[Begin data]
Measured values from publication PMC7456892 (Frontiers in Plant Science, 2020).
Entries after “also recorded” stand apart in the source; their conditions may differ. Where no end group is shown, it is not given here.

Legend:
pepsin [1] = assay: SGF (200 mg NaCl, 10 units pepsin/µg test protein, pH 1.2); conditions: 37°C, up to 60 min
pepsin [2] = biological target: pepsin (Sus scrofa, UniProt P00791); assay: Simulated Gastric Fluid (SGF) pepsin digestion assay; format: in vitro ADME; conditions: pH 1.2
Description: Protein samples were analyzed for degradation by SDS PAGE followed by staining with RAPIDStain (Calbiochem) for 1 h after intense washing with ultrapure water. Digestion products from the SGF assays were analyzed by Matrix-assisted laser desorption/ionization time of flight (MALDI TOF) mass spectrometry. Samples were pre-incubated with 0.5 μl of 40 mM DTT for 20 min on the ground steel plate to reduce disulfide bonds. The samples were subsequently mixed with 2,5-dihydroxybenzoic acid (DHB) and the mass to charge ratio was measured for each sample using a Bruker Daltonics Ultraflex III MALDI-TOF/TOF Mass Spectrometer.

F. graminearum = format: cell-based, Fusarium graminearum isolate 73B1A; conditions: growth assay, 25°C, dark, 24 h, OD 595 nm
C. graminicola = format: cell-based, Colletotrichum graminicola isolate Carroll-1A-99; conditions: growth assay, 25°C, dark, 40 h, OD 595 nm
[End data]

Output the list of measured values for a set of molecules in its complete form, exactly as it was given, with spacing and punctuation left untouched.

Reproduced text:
Measured values from publication PMC7456892 (Frontiers in Plant Science, 2020).
Entries after “also recorded” stand apart in the source; their conditions may differ. Where no end group is shown, it is not given here.

Legend:
pepsin [1] = assay: SGF (200 mg NaCl, 10 units pepsin/µg test protein, pH 1.2); conditions: 37°C, up to 60 min
pepsin [2] = biological target: pepsin (Sus scrofa, UniProt P00791); assay: Simulated Gastric Fluid (SGF) pepsin digestion assay; format: in vitro ADME; conditions: pH 1.2
Description: Protein samples were analyzed for degradation by SDS PAGE followed by staining with RAPIDStain (Calbiochem) for 1 h after intense washing with ultrapure water. Digestion products from the SGF assays were analyzed by Matrix-assisted laser desorption/ionization time of flight (MALDI TOF) mass spectrometry. Samples were pre-incubated with 0.5 μl of 40 mM DTT for 20 min on the ground steel plate to reduce disulfide bonds. The samples were subsequently mixed with 2,5-dihydroxybenzoic acid (DHB) and the mass to charge ratio was measured for each sample using a Bruker Daltonics Ultraflex III MALDI-TOF/TOF Mass Spectrometer.

F. graminearum = format: cell-based, Fusarium graminearum isolate 73B1A; conditions: growth assay, 25°C, dark, 24 h, OD 595 nm
C. graminicola = format: cell-based, Colletotrichum graminicola isolate Carroll-1A-99; conditions: growth assay, 25°C, dark, 40 h, OD 595 nm